Three wheel electric scooters are ideal for using indoors, especially in the home or in a shop, as they have a smaller turning circle than the equivalent four wheel model, which makes them easy to manoeuvre. Four wheel disabled scooters were previously perceived to be more stable but, due to technological advances, there is very little difference in stability between three and four wheel scooters these days. Most mobility scooter manufacturers offer three and four wheel versions of the same model.


What the disabled scooter is going to be used for, and how often it is going to be used, will help to determine which model will be best. For example, somebody purchasing a mobility scooter which will be used daily to replace a car has different needs to someone purchasing a mobility scooter that will be carried in the car and used primarily at weekends for travelling short distances.


Mobility scooter batteries are rechargeable and depending on the model of scooter, and will allow the mobility scooter to travel in excess of 30 miles. The smaller boot scooters have a range of around 10-15 miles depending on the model. The batteries can sometimes be upgraded to provide better performance, or an additional battery pack can be carried on the scooter to effectively double the range of the electric scooter.


Mobility scooters normally require a key to start them and are immobile without the key. This allows the electric scooter can be left outside a shop or house safely and securely, and prevents unauthorised use. Disabled scooters have a freewheel mode, which allows the scooter to be moved, without the scooter being turned on. This makes storing and transporting your electric scooter easier, and can assist when the batteries are charging and it needs moving.


Disabled scooters are steered using the tiller which is similar to a bicycle or motorbike handlebar. The tiller is usually adjustable, depending on the model, and can often be dropped down for transportation. Mobility scooters are driven using the thumb or fingers pushing or pulling a lever. This control is called a “wig wag” and works on the “see saw” principle. If the forward lever is pushed, it is the same as pulling on the reverse lever, and vice versa. Some models are driven by pushing the lever with the thumb, whilst others are driven by pulling the lever with the fingers, like a bicycle brake. A Delta handlebar means that both forward and reverse can be controlled using the same hand. This is fitted as standard on some disabled scooter models and available as an optional extra on others.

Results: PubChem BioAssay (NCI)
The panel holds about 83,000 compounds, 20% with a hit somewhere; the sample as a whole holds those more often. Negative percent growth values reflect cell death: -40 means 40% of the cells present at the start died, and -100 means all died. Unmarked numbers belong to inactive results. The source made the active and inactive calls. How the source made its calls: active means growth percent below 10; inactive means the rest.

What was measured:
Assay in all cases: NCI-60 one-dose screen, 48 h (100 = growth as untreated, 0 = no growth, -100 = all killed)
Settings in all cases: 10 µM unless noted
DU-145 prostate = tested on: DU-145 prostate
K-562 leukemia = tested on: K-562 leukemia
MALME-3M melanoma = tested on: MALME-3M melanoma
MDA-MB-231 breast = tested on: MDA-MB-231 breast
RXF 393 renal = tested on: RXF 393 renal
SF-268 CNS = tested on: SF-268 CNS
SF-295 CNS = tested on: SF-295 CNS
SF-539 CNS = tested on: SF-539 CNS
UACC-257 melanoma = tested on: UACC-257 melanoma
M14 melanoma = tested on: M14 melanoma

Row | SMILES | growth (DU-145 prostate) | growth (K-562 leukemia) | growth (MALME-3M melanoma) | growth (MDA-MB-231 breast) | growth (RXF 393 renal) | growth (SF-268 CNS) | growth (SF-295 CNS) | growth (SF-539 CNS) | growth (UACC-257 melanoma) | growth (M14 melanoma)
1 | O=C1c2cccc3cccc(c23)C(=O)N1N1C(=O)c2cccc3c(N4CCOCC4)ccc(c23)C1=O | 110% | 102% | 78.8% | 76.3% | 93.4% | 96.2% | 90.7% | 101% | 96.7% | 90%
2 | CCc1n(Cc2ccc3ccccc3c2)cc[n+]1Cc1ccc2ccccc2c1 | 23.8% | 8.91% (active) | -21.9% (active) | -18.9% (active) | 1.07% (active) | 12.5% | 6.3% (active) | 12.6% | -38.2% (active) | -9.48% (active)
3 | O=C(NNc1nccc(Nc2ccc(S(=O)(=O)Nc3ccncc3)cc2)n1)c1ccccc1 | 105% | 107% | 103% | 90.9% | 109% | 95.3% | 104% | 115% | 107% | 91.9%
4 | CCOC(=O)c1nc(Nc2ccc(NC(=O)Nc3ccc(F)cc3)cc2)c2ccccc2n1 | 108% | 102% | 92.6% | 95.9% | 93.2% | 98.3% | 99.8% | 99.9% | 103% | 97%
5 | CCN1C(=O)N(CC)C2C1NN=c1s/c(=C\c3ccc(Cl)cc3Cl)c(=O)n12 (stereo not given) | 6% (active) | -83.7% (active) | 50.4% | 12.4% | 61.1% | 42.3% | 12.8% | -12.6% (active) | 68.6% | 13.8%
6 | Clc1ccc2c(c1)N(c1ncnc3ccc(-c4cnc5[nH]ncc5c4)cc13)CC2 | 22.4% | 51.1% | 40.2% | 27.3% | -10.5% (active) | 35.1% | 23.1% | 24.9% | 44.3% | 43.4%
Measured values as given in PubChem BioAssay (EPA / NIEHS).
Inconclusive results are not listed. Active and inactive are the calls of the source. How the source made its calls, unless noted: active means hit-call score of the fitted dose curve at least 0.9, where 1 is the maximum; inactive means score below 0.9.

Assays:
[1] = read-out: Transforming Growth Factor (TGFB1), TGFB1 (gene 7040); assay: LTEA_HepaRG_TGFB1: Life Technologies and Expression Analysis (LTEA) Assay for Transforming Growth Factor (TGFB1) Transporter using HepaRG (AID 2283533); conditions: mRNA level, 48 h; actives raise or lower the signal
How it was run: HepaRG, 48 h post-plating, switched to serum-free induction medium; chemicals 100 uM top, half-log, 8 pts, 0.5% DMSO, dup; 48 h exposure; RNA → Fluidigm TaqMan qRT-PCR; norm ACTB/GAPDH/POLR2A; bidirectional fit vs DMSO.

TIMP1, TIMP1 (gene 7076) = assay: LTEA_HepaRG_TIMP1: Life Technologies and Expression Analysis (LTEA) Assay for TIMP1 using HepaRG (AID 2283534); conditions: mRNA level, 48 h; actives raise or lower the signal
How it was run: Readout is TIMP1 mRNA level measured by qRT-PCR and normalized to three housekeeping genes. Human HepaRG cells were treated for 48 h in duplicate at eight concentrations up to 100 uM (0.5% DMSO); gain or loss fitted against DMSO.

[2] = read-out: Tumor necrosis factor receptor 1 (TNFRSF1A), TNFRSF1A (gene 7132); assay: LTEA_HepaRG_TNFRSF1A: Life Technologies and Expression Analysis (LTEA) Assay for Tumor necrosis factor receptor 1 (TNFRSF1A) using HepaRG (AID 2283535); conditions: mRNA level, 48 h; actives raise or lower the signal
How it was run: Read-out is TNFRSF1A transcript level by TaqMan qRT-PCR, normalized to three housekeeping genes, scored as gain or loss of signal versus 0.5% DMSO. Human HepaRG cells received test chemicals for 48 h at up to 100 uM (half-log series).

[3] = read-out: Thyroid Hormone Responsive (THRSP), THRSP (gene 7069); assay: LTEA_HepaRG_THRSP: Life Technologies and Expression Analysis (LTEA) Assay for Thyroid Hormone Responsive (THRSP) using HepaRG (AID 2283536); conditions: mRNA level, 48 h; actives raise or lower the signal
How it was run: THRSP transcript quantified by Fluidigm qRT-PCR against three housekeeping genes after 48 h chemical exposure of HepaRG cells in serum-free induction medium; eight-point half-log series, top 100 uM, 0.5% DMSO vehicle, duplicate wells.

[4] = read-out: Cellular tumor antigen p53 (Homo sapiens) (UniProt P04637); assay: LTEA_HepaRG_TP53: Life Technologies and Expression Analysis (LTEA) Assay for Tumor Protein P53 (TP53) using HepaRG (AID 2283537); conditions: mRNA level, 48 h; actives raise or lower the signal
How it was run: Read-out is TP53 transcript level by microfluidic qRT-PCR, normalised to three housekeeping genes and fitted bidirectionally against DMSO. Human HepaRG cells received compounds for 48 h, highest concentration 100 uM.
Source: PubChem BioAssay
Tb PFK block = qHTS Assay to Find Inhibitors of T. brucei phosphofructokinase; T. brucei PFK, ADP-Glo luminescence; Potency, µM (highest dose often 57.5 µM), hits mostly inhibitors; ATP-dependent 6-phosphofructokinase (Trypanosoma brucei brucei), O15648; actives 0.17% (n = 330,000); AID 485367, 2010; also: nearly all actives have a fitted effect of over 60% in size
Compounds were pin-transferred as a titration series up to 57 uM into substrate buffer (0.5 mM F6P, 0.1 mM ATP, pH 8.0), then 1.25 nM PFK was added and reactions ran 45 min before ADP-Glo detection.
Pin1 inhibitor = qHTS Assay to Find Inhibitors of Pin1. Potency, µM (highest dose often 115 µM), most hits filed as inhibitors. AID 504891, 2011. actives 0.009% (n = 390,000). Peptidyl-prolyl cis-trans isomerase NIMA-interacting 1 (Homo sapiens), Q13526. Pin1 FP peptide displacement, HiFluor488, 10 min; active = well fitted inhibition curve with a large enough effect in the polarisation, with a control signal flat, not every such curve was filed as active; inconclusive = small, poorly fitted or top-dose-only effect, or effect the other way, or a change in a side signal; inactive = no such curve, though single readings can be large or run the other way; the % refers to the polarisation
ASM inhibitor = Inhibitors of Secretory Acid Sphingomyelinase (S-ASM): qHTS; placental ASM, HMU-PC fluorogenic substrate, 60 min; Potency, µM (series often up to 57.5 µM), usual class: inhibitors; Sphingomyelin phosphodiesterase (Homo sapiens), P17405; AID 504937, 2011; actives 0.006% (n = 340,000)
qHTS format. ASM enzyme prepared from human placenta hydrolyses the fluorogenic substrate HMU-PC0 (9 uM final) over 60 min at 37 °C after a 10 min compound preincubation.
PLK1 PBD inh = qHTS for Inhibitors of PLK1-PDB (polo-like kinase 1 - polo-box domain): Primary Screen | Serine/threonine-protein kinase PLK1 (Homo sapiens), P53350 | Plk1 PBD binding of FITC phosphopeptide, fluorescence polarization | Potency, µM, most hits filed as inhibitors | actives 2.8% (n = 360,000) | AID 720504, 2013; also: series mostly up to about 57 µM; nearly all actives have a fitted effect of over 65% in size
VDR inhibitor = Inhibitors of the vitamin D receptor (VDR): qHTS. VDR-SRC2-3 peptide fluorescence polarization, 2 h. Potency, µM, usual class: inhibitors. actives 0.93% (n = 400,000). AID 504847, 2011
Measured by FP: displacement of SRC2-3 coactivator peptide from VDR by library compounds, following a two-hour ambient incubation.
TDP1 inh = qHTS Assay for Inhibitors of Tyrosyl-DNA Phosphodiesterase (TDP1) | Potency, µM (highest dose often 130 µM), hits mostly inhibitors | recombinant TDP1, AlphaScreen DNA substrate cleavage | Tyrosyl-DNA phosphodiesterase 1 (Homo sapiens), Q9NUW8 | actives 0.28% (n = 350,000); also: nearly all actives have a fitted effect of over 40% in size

The speed of the mobility scooter is determined by the amount of pressure put on the forward / reverse lever. The overall speed of the disabled scooter is governed by the speed dial on the control panel. When getting used to the electric scooter, it may be better to use a lower speed setting. On the road legal mobility scooters, there is usually a switch which lowers the maximum speed from 8mph to 4mph, which then allows the scooter to be used legally on a pavement.


In order to slow down, the user just needs to release the forward or reverse lever which then brings the mobility scooter to a stop. Disabled scooters have regenerative brakes fitted, which mean that the scooter can be left on a slope with out fear of it rolling away. An emergency bicycle style brake is fitted to some models for additional safety and security.


Class 3, 8mph mobility scooters are road legal, and so can travel on the highway. By law, these have to be fitted with full lights and indicators. This type of electric scooter is larger and more luxurious than those designed to be dismantled and transported in a car boot. These disabled scooters are often purchased to replace a car, and so are much more powerful, and more rugged than a boot scooter. These disabled scooters usually have an adjustable and removable seat. The more luxurious seats recline and slide and some even have a headrest, like a car seat. Depending on the model of electric scooter, the seat may be upgraded to a larger, more comfortable more supportive seat.


Boot scooters are very popular and are designed to be transported, and can be taken apart in a matter of seconds. The seat and battery pack are easy to remove, and sometimes the scooter chassis will separate into two parts. Depending on the model of mobility scooter, the components may have handles incorporated into them to make putting them into a car boot even easier. Some models of small disabled scooter separate without the need to disconnect plugs or cables which makes transporting the electric scooter even easier.


These smaller mobility scooters, or boot scooters, are usually less luxurious than the larger electric scooters, and often do not have the same sort of features such as pneumatic tyres, full suspension or a highly adjustable seat. The maximum range that the scooter can travel is usually less, as is the weight capacity. Small mobility scooters